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I often have people tell me they don’t grow iris because the bloom just doesn’t last long enough. Since I have had a lifelong affair with iris, my jungle includes quite a collection of iris and they do have a rather short window. Regardless, I decided long ago I preferred to savor their ephemeral beautiful rather than foregoing them all together. With that in mind though, I have to work all the harder to balance a sea of green swords after the blooms have all faded...another good reason to acquire more plants! Iris do differ in how long each individual flower last; some as short as a single day like daylilies, while others will last a week or more. Length of bloom tends to be shorter when temperatures are warmer than normal, so I always appreciate cool temperatures this time of year to extend bloom time. One of my favorite types of iris are the arilbred, which are the result from crossing one of the bearded iris with one of the aril iris. Aril iris produce some of the most spectacular and exotic blooms within the species, but are rather difficult to propagate and keep alive in our growing conditions. Crossing an aril iris with a bearded iris improves its adaptability to a garden setting, while retaining some of that exotic ‘taste’ of the aril parent. Even though they come in all sizes, colors, patterns and forms, there is always just something about each one that tells you something is different about this iris. Arilbred irises do best under full sun on a well-drained site, preferably on the dry side during the summer and winter months.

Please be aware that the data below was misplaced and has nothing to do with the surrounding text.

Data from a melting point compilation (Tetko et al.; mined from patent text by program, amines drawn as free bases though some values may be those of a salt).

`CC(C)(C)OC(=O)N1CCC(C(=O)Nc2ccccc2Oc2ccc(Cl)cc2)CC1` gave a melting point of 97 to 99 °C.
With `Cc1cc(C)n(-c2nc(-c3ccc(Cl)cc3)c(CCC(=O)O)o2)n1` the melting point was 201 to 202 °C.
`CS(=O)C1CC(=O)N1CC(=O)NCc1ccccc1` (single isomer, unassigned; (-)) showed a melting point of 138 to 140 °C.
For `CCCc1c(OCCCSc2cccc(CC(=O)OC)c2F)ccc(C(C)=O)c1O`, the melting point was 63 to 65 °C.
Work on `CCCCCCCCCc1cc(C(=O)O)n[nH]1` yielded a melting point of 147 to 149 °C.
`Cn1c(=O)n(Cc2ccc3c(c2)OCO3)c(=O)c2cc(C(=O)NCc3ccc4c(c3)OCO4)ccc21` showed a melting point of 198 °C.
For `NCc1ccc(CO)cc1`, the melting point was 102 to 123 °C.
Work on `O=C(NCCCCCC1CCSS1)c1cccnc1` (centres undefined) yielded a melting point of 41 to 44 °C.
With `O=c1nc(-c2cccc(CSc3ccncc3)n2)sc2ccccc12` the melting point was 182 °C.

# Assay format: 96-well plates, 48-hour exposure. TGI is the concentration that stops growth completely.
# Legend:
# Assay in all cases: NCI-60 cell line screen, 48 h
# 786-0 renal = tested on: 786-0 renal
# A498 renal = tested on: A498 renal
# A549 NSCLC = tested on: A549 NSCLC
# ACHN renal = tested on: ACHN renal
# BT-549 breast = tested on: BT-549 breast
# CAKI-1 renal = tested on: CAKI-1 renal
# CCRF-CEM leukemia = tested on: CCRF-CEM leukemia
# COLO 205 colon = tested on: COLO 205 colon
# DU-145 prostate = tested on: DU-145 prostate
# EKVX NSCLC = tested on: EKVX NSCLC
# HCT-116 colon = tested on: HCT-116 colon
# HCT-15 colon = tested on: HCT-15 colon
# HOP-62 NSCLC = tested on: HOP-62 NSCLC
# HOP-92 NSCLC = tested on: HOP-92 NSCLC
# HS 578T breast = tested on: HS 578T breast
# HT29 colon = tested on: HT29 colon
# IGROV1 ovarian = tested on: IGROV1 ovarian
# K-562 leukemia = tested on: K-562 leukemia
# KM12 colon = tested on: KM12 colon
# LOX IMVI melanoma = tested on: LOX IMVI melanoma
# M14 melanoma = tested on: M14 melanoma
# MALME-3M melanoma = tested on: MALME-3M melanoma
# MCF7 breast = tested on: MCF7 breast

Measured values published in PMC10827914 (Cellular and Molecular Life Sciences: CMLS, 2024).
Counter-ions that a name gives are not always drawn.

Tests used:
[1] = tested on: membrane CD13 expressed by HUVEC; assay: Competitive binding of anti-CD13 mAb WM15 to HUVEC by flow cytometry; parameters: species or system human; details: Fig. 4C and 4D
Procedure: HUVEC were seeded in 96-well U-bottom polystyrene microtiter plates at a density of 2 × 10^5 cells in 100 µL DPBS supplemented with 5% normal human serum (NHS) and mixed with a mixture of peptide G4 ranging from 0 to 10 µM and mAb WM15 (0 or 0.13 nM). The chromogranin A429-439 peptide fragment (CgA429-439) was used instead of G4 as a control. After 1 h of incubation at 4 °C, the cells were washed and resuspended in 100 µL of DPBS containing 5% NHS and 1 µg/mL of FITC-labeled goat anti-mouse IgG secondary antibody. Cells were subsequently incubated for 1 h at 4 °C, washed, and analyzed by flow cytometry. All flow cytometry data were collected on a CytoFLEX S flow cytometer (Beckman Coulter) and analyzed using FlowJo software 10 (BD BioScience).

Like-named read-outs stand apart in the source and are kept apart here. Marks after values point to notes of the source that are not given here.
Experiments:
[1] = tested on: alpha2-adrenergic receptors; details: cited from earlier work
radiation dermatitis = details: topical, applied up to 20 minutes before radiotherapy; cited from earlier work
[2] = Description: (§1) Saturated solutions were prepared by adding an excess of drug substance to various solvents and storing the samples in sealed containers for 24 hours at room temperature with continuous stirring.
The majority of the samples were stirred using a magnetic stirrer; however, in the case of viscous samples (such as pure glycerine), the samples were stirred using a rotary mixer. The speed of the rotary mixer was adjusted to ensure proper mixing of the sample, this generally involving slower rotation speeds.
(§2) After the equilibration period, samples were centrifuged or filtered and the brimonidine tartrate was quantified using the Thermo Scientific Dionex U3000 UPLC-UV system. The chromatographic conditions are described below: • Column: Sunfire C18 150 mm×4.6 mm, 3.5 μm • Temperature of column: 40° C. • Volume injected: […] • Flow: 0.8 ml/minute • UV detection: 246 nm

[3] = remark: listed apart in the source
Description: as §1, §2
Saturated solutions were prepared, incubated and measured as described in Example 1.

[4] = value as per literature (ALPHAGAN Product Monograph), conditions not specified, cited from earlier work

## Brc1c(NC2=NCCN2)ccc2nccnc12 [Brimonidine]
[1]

Intermediate bearded iris 'Orange Petals' approaching 2 weeks in bloom under cool conditions.
Intermediate bearded iris 'Orange Petals' approaching 2 weeks in bloom under cool conditions.
Arilbred Iris 'Silent Tears'
Arilbred Iris 'Silent Tears'

It’s not all about flowers in my jungle. I recently planted a new row of 25 asparagus crowns and in a few years, if everything goes as planned, they will be fully productive. But the main benefit of this planting is I should have enough that some might actually make it into the house where where the entire family get to experience fresh-picked asparagus. My other planting is so small, it all goes directly into whoesever’s mouth gets to it first!

1-year old 'Millennium' asparagus crowns
1-year old 'Millennium' asparagus crowns

Asparagus is dioecious, meaning there are separate male and female plants. In general the male plants produce larger spears and are more productive, so I chose the all-male hybrid ‘Millenium’ for my new planting. I also chose to purchase crowns over seed to get a jump on production. Asparagus should not be harvested the year of crown planting in order for the plant to grow and develop a strong root system to support the many years of harvest to come. Because I planted a vigorous variety, I hope to take a very small crop next year...no more than two weeks. Older, less vigorus varieties should be allowed to grow an additional year before taking the first small crop (i.e year three). If everything goes according to plan for my asparagus, I hope to increase my harvest window an additional two weeks every year until I reach the maximum eight weeks of harvest by year five. Of course, I may be in charge of growing a good plant, but Mother Nature will ultimately determine how long my harvest season will be each year.